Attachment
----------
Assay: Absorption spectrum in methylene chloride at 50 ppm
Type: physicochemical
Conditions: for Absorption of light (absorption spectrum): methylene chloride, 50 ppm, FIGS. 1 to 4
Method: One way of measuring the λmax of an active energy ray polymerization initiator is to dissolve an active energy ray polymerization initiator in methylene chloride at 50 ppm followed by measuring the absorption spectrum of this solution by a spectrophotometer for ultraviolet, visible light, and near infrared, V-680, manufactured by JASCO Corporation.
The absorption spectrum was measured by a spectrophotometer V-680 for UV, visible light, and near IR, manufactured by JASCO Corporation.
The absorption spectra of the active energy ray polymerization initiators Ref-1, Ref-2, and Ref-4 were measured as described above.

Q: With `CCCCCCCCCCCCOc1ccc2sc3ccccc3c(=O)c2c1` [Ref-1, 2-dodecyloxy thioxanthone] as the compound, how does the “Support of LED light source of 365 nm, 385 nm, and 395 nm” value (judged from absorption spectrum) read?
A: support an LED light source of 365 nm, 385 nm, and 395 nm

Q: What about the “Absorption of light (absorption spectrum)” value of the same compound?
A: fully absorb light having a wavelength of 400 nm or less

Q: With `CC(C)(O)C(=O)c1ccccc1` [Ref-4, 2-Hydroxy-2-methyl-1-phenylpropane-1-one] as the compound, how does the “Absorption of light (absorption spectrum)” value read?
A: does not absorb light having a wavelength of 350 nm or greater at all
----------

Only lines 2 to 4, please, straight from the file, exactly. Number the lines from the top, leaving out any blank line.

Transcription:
Type: physicochemical
Conditions: for Absorption of light (absorption spectrum): methylene chloride, 50 ppm, FIGS. 1 to 4
Method: One way of measuring the λmax of an active energy ray polymerization initiator is to dissolve an active energy ray polymerization initiator in methylene chloride at 50 ppm followed by measuring the absorption spectrum of this solution by a spectrophotometer for ultraviolet, visible light, and near infrared, V-680, manufactured by JASCO Corporation.